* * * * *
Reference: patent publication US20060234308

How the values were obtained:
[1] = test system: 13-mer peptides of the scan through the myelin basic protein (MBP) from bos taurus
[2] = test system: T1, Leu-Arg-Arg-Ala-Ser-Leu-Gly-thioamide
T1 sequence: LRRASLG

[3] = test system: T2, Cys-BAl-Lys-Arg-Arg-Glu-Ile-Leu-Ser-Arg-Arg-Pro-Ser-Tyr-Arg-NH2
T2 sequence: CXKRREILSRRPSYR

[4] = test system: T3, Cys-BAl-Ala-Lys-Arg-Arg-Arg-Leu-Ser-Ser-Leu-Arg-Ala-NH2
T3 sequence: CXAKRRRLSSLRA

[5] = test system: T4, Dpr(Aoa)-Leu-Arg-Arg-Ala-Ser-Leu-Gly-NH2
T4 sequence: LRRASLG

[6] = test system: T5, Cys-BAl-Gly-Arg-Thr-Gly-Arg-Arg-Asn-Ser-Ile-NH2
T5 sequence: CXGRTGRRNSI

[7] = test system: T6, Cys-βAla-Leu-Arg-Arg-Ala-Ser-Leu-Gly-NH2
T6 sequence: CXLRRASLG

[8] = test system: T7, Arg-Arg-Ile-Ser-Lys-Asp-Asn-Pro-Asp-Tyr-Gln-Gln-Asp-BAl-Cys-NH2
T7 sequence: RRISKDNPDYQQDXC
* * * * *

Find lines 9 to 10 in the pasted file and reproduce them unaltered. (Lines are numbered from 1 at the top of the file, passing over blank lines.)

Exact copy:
T3 sequence: CXAKRRRLSSLRA

[5] = test system: T4, Dpr(Aoa)-Leu-Arg-Arg-Ala-Ser-Leu-Gly-NH2